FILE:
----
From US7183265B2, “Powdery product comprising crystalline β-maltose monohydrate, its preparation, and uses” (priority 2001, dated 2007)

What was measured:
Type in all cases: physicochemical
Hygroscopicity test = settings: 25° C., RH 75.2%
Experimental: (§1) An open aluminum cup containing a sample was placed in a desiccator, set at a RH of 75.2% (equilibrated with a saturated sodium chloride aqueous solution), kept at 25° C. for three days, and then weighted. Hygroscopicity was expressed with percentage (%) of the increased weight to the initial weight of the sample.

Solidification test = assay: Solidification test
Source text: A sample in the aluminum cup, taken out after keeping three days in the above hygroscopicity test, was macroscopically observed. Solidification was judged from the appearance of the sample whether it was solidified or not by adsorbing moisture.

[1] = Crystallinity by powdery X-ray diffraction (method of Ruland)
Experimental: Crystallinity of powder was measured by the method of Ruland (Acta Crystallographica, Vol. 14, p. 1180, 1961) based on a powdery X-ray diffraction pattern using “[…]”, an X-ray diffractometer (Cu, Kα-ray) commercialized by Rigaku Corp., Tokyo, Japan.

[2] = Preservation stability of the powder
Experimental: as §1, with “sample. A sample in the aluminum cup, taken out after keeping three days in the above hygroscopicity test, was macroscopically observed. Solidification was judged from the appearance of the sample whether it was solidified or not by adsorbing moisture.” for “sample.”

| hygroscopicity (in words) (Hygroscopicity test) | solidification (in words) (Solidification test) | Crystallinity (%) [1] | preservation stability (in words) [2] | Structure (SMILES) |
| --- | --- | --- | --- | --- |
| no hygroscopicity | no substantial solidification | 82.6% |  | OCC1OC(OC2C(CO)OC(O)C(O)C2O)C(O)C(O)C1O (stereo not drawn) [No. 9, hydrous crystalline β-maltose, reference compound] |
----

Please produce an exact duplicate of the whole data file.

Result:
From US7183265B2, “Powdery product comprising crystalline β-maltose monohydrate, its preparation, and uses” (priority 2001, dated 2007)

What was measured:
Type in all cases: physicochemical
Hygroscopicity test = settings: 25° C., RH 75.2%
Experimental: (§1) An open aluminum cup containing a sample was placed in a desiccator, set at a RH of 75.2% (equilibrated with a saturated sodium chloride aqueous solution), kept at 25° C. for three days, and then weighted. Hygroscopicity was expressed with percentage (%) of the increased weight to the initial weight of the sample.

Solidification test = assay: Solidification test
Source text: A sample in the aluminum cup, taken out after keeping three days in the above hygroscopicity test, was macroscopically observed. Solidification was judged from the appearance of the sample whether it was solidified or not by adsorbing moisture.

[1] = Crystallinity by powdery X-ray diffraction (method of Ruland)
Experimental: Crystallinity of powder was measured by the method of Ruland (Acta Crystallographica, Vol. 14, p. 1180, 1961) based on a powdery X-ray diffraction pattern using “[…]”, an X-ray diffractometer (Cu, Kα-ray) commercialized by Rigaku Corp., Tokyo, Japan.

[2] = Preservation stability of the powder
Experimental: as §1, with “sample. A sample in the aluminum cup, taken out after keeping three days in the above hygroscopicity test, was macroscopically observed. Solidification was judged from the appearance of the sample whether it was solidified or not by adsorbing moisture.” for “sample.”

| hygroscopicity (in words) (Hygroscopicity test) | solidification (in words) (Solidification test) | Crystallinity (%) [1] | preservation stability (in words) [2] | Structure (SMILES) |
| --- | --- | --- | --- | --- |
| no hygroscopicity | no substantial solidification | 82.6% |  | OCC1OC(OC2C(CO)OC(O)C(O)C2O)C(O)C(O)C1O (stereo not drawn) [No. 9, hydrous crystalline β-maltose, reference compound] |